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Re: Honesty in Debian (was Re: Amendment to GR on GFDL, and the changes to the Social Contract

Steve McIntyre <steve@einval.com>:
> Yes, in all those cases. But you're missing the point in your rush to
> label people as dishonest liars.
I really don't want to label people as dishonest liars.  I believe that 
collectively the Debian Project has been misleading its users by providing a 
Social Contract which says one thing, and then not even trying to do what it 
says.  This is probably unintentional.  That's not the same thing as calling 
individuals dishonest liars, but I don't know how to say it clearly.

I guess this should have been titled "Honesty *of* Debian", not "Honesty *in* 

> All of these analogies you provide 
> are 100% clear-cut. The word "software", however, is _not_ (or at
> least, _has not been_) so clear-cut for many people, hence the
> ridiculously long, drawn-out discussions that have happened here and
> elsewhere trying to nail down the precise meanings of our terms.
Yes, of course, "software" is not clear -- hence the "editorial changes" GR!  

The point of my analogies was something which I wish people would understand, 
since it's been pointed out for years.  There were two valid interpretations 
of the old Social Contract, depending on the different meanings of the word 

(1) Software  is any collection of bits.  "Debian will remain 100% free 
software" therefore means "Debian will remain a collection of bits, and all 
of those bits will be free."
(2) Software is only computer programs.  "Debian will remain 100% free 
software" therefore means "Debian will remain only computer programs, and all 
of those programs will be free."

I was specifically pointing out with my analogies that "Debian will remain 
100% free software" requires that "Debian will remain software".  There is 
*no room* for "non-free non-software in Debian" -- and hence no room for 
anything non-free -- in that language, *regardless* of what you think 
software means.

And yet the people arguing that the old Social Contract permitted non-free 
documentation (or whatever) continue to make the claim that the old Social 
Contract permitted "non-free non-software".

The editorial changes were editorial changes to increase the clarity of the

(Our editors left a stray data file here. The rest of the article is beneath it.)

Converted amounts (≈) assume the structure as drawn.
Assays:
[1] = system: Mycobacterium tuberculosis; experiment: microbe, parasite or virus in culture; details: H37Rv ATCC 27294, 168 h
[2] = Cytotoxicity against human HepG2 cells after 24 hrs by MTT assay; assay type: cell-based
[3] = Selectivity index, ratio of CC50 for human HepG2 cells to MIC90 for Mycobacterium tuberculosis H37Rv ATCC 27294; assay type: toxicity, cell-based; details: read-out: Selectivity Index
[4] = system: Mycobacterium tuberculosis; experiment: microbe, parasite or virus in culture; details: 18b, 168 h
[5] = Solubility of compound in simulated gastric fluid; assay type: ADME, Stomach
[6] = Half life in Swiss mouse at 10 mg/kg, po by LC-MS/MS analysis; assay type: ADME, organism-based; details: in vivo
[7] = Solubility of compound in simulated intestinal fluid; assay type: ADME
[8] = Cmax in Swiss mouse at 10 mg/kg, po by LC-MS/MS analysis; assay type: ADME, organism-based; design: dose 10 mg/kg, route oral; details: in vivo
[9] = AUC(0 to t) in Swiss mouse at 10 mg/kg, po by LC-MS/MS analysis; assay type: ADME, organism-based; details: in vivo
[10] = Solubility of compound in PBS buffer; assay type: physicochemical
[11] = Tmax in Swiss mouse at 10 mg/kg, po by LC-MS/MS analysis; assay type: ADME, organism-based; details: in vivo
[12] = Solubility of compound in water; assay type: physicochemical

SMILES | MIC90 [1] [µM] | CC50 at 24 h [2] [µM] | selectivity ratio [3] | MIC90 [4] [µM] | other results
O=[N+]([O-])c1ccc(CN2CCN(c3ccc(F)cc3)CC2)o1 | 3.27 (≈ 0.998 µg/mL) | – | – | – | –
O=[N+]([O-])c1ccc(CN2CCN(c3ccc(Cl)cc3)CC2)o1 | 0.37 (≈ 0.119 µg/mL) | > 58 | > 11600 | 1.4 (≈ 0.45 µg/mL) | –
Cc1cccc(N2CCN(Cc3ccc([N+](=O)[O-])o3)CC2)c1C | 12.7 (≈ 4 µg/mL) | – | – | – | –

Social Contract, because the word "software" appears to muddle people's minds 
and render them unable to think straight.  

> As I've already said to you, natural languages like English are often
> not as precise in meaning as you seem to think. There is scope for
> ambiguity even in words that some people think may be clearly
> defined.
Oh yes.  But this is not one of those cases.  In this case, the Social 
Contract was quite clear: everything in Debian must be software.  And all the 
software must be free.  Regardless of what software means, that means that 
everything in Debian must be free.

Suppose the word was "blorp".  "Debian will remain 100% free blorp."  There's 
no room for non-free stuff in there, even though we have absolutely no idea 
what blorp means.

(Now, the exact way the 100% attaches left some wiggle room for Debian to be
"software but not 100% software", with the software being "100% free", but 
that really isn't much wiggle room, because then it would all be about 
checking that there wasn't "too much" non-software in Debian.  License texts 
might have been a small enough percentage to get by under that 
interpretation; documentation obviously would be far too much, given how much 
of it there is in Debian.)

> This is one of the reasons why legal contracts often make 
> such a big fuss of declaring definitions up front.
> I'd ask you to apologise for labelling people as dishonest; dishonesty
> implies a deliberate attempt to deceive, which has NOT happened here.
Quite right.  Sorry; I apologize.

I don't know a word for "saying outright false things which mislead people -- 
but without an intent to deceive".  Do you?  Sometimes English is deficient 
in vocabulary, and this is one of the cases.

Apologies for the rampant thread-breaking; I *cannot* get any mail program to 
pick up on the links from the web pages, my newsreader for reading through 
the gmane filter is temporarily busted, and I am not in a position to 
actually subscribe due to the suckiness and quota issues of my email 

Perhaps someone could fix either konqueror or kmail so that clicking on the 
mailto links on the web pages put in the correct headers.

Or someone could fix mozilla-firefox or mozilla-thunderbird so that clicking 
on the mailto links would actually open up a new mail message.

Nathanael Nerode  <neroden@twcny.rr.com>

Theocracy, fascism, or absolute monarchy -- I don't care which it is, I don't 
like it.

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